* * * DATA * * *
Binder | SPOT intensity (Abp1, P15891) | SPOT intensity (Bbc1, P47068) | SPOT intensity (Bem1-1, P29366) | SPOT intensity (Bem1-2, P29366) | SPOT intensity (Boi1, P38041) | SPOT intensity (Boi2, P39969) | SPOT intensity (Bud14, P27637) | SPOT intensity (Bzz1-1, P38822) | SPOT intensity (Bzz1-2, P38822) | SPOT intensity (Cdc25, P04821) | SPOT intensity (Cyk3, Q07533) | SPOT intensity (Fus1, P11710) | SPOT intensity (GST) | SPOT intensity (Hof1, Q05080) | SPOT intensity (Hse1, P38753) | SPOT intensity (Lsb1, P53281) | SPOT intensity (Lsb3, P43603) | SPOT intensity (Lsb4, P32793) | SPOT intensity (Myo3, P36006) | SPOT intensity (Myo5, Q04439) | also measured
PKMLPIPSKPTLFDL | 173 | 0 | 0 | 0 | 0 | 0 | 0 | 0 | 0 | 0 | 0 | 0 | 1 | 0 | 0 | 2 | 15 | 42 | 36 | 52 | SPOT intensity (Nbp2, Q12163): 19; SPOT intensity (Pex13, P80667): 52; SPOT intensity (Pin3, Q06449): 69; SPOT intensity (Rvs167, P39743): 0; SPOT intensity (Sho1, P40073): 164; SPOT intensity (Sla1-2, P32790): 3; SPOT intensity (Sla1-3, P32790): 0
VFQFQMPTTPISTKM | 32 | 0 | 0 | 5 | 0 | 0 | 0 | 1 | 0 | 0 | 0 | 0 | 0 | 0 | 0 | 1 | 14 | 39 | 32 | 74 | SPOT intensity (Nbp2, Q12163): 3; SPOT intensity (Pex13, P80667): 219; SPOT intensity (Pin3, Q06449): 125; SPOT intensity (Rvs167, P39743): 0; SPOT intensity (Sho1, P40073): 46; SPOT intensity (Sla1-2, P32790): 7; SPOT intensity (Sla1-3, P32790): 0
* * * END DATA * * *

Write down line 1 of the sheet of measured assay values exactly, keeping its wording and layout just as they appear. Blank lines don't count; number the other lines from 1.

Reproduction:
Binder | SPOT intensity (Abp1, P15891) | SPOT intensity (Bbc1, P47068) | SPOT intensity (Bem1-1, P29366) | SPOT intensity (Bem1-2, P29366) | SPOT intensity (Boi1, P38041) | SPOT intensity (Boi2, P39969) | SPOT intensity (Bud14, P27637) | SPOT intensity (Bzz1-1, P38822) | SPOT intensity (Bzz1-2, P38822) | SPOT intensity (Cdc25, P04821) | SPOT intensity (Cyk3, Q07533) | SPOT intensity (Fus1, P11710) | SPOT intensity (GST) | SPOT intensity (Hof1, Q05080) | SPOT intensity (Hse1, P38753) | SPOT intensity (Lsb1, P53281) | SPOT intensity (Lsb3, P43603) | SPOT intensity (Lsb4, P32793) | SPOT intensity (Myo3, P36006) | SPOT intensity (Myo5, Q04439) | also measured